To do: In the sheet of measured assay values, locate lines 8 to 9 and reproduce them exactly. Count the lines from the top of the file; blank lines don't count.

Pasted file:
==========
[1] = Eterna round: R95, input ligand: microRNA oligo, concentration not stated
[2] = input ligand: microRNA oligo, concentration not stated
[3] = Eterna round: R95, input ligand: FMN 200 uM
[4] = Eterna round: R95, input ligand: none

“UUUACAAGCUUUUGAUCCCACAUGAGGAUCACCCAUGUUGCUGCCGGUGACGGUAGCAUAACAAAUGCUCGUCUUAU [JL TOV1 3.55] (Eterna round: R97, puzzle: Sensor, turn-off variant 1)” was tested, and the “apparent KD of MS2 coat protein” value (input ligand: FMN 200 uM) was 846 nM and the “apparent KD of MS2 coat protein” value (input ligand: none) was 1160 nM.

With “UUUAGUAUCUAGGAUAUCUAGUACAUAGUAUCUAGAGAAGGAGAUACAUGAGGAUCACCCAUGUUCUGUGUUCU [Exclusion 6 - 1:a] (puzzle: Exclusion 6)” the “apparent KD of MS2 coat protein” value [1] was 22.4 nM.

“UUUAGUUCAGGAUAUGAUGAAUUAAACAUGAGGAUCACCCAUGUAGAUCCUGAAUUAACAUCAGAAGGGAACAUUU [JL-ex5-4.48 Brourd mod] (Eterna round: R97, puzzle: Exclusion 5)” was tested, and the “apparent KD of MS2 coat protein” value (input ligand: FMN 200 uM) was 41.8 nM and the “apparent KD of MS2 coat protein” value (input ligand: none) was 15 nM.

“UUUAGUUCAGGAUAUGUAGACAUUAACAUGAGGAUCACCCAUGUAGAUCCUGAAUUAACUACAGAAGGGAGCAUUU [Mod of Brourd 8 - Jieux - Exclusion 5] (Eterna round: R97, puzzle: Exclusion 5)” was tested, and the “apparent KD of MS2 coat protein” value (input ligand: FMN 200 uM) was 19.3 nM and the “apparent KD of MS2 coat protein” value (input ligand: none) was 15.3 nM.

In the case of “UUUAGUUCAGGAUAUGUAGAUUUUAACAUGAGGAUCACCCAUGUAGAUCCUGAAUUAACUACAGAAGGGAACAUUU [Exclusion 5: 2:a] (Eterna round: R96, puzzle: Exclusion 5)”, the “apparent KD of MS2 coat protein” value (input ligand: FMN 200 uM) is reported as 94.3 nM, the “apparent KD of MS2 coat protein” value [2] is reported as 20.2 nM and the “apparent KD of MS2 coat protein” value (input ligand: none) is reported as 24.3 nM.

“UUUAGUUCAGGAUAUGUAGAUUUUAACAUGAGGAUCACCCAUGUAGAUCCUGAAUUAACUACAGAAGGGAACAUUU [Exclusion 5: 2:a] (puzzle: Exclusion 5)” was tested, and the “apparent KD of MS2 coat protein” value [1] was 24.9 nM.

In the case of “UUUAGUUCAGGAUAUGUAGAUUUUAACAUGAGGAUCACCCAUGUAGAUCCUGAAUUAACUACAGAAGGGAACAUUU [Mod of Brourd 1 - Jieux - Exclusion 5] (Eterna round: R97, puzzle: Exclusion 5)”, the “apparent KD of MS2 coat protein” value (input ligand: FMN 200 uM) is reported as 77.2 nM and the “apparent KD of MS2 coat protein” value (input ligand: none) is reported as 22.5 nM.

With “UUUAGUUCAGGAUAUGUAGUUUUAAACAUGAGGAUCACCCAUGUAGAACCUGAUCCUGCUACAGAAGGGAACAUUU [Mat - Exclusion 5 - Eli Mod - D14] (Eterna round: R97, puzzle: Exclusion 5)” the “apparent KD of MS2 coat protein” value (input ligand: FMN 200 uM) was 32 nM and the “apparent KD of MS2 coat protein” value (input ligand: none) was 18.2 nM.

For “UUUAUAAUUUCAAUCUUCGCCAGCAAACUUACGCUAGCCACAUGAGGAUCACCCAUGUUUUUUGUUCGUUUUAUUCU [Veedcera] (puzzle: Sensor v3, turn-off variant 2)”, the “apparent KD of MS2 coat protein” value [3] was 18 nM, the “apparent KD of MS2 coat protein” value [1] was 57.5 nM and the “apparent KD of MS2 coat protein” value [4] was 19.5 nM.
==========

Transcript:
“UUUAGUUCAGGAUAUGUAGACAUUAACAUGAGGAUCACCCAUGUAGAUCCUGAAUUAACUACAGAAGGGAGCAUUU [Mod of Brourd 8 - Jieux - Exclusion 5] (Eterna round: R97, puzzle: Exclusion 5)” was tested, and the “apparent KD of MS2 coat protein” value (input ligand: FMN 200 uM) was 19.3 nM and the “apparent KD of MS2 coat protein” value (input ligand: none) was 15.3 nM.

In the case of “UUUAGUUCAGGAUAUGUAGAUUUUAACAUGAGGAUCACCCAUGUAGAUCCUGAAUUAACUACAGAAGGGAACAUUU [Exclusion 5: 2:a] (Eterna round: R96, puzzle: Exclusion 5)”, the “apparent KD of MS2 coat protein” value (input ligand: FMN 200 uM) is reported as 94.3 nM, the “apparent KD of MS2 coat protein” value [2] is reported as 20.2 nM and the “apparent KD of MS2 coat protein” value (input ligand: none) is reported as 24.3 nM.